Telephone 01253 343081

Excellent

Newsletter Signup Click Here

Gold Breaks Through $2,000!

Author: Jon Clarke - Bullion & Economics Editor

Published: 4 Aug 2020

Last Updated: 3 Sep 2020

Synopsis

As gold smashes through its long-awaited $2,000.00 per troy ounce threshold, it’s interesting to consider where it will go next. Is the yellow precious metal just on the beginning of a big bull run?

Gold Standard

Gold Vs The Dollar

Several industry insiders had made strong claims that gold would top the $2,000 mark as government policies in light of the COVID-19 crisis threaten to devalue global currencies. The US in particular, with an already loose monetary policy, has made further assurances that it will help its suffering economy with even more monetary stimulus. What makes the US so different is the dollar’s status as the world’s reserve currency. This status alongside the global uncertainty of economic recovery means that those nations holding dollars will see less value in keeping them as more and more enter the market.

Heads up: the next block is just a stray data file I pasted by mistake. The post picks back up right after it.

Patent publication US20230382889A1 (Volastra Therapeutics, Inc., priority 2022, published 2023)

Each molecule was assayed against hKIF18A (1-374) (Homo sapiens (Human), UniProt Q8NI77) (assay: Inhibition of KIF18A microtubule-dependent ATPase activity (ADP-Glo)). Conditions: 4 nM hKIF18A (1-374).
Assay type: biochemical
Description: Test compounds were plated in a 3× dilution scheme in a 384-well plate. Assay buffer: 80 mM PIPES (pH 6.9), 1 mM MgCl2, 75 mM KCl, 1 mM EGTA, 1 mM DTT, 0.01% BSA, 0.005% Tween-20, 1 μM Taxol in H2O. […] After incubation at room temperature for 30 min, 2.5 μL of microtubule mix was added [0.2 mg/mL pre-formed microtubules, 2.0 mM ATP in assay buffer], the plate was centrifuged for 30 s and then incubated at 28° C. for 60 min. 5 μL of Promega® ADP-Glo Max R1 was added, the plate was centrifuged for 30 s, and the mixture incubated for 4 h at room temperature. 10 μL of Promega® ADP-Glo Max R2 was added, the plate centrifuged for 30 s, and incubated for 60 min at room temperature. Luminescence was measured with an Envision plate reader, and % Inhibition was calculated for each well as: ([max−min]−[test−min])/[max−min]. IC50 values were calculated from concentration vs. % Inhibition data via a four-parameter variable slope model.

The “safe haven” of gold has seen incredible gains over recent months due to the Fed’s approach and as more countries face an upturn in new COVID cases after months in lockdown, in all likelihood, gold may follow this lead. 

What's Next For Gold?

It is not easy to ascertain the short-term trajectory of the gold price so it might not be as smooth as some predict. Currently, gold is priced at $2,035.00 (£1,554.67) per troy ounce, as of 4:30pm today (10/8/20).

With any peak, there is never a dip too far away, so while there may be some turbulence in the short term, long term predictions seem to be mostly positive, with the more conservative estimates around the $2,300 mark and the more extreme predictions from the Bank of America of a $3,000 price in the coming year if things continue to deteriorate.

Either way, for many gold holders, this achievement will come as welcome news, as will any further gains.

Further Reading

You may be interested in reading through our market news section on our website.

Related Blog Articles

This guide and its content is copyright of Chard (1964) Ltd - © Chard (1964) Ltd 2021. All rights reserved. Any redistribution or reproduction of part or all of the contents in any form is prohibited.

We are not financial advisers and we would always recommend that you consult with one prior to making any investment decision.

You can read more about copyright or our advice disclaimer on these links.